Tax and Structures

Franking credits explained

Example of franking credits

Let’s look at an example. You’re the sole shareholder of your family company which qualifies as a small business entity. 

Over the current financial year  you have drawn a wage of $50,000 (if this was your only income, net payable is $7,467 based on income tax of $6,717 plus Medicare levy of $1,000 less $250 for the low income tax offset).

In addition, your company made a taxable profit of $10,000 and paid $2,500 tax to the ATO (a tax rate of 25%). Your company then pays you the $7,500 left in after-tax profits as a fully franked dividend. Your taxable income for the year is shown in the table opposite. 

In this example, as you’re on a higher marginal tax rate (32.5%) than the tax rate already paid by the company at 25%, you will need to pay the difference in tax on the dividend received.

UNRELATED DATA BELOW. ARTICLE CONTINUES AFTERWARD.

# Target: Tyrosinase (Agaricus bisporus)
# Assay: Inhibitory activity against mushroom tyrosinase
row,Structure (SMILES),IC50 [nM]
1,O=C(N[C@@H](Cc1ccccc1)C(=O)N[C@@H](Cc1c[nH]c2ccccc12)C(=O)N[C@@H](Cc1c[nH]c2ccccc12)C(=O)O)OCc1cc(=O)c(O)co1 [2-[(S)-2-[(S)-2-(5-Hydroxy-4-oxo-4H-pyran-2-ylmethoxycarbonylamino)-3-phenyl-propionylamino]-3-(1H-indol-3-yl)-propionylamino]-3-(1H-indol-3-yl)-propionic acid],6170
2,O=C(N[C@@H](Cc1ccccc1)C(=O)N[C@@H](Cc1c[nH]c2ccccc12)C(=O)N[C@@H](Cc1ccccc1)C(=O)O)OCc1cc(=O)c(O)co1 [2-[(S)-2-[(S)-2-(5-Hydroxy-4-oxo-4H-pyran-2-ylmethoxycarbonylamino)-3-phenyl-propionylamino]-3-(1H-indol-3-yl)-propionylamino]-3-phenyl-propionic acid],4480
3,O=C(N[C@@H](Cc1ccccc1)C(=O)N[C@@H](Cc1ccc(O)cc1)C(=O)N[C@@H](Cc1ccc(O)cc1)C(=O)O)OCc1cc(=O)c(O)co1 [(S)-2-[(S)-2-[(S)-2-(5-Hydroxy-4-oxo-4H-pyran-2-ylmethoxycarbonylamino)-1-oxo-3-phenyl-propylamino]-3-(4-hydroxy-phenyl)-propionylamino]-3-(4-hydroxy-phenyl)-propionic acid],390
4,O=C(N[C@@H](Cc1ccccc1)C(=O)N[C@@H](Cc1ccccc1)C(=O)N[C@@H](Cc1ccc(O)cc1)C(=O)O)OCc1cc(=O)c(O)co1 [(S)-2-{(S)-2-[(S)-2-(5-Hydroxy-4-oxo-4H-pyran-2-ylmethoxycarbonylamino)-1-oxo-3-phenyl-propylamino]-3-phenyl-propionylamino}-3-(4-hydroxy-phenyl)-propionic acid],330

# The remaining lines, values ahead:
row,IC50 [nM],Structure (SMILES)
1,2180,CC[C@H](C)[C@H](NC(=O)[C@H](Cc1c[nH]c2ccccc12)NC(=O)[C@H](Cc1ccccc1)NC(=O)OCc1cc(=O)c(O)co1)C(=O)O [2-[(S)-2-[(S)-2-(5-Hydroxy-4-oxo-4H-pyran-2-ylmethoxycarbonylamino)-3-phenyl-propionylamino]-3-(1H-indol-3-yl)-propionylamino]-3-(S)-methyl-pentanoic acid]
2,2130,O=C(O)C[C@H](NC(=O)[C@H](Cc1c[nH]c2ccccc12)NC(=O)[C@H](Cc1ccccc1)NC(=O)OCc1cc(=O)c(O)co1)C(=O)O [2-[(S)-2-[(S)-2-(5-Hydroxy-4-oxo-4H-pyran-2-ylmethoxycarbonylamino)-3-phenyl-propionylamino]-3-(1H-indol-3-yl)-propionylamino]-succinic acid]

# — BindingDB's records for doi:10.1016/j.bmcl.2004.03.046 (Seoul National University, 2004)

Therefore, you will need to pay a further tax of 7.5%, being the difference between the company tax rate and your marginal tax rate (plus 2% Medicare levy) on the dividend received. Remember that the company has already paid $2,500 in tax. 

If you were on a 19% marginal tax rate, you would be eligible to receive the difference between your marginal tax rate and the higher tax rate already paid by the company back from the ATO as a refund.